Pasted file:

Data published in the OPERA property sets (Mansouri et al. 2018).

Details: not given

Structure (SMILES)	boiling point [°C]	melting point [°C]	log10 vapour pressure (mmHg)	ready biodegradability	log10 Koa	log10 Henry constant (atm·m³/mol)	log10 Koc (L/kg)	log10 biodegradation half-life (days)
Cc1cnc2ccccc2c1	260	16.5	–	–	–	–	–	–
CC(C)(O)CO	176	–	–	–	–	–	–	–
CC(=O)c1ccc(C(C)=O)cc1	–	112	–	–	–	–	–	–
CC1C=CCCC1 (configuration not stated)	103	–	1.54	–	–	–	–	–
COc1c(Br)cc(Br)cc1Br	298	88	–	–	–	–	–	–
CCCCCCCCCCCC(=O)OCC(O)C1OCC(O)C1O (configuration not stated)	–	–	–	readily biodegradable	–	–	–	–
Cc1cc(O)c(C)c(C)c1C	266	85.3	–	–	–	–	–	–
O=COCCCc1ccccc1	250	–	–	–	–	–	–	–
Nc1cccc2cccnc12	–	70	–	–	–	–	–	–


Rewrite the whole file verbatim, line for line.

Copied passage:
Data published in the OPERA property sets (Mansouri et al. 2018).

Details: not given

Structure (SMILES)	boiling point [°C]	melting point [°C]	log10 vapour pressure (mmHg)	ready biodegradability	log10 Koa	log10 Henry constant (atm·m³/mol)	log10 Koc (L/kg)	log10 biodegradation half-life (days)
Cc1cnc2ccccc2c1	260	16.5	–	–	–	–	–	–
CC(C)(O)CO	176	–	–	–	–	–	–	–
CC(=O)c1ccc(C(C)=O)cc1	–	112	–	–	–	–	–	–
CC1C=CCCC1 (configuration not stated)	103	–	1.54	–	–	–	–	–
COc1c(Br)cc(Br)cc1Br	298	88	–	–	–	–	–	–
CCCCCCCCCCCC(=O)OCC(O)C1OCC(O)C1O (configuration not stated)	–	–	–	readily biodegradable	–	–	–	–
Cc1cc(O)c(C)c(C)c1C	266	85.3	–	–	–	–	–	–
O=COCCCc1ccccc1	250	–	–	–	–	–	–	–
Nc1cccc2cccnc12	–	70	–	–	–	–	–	–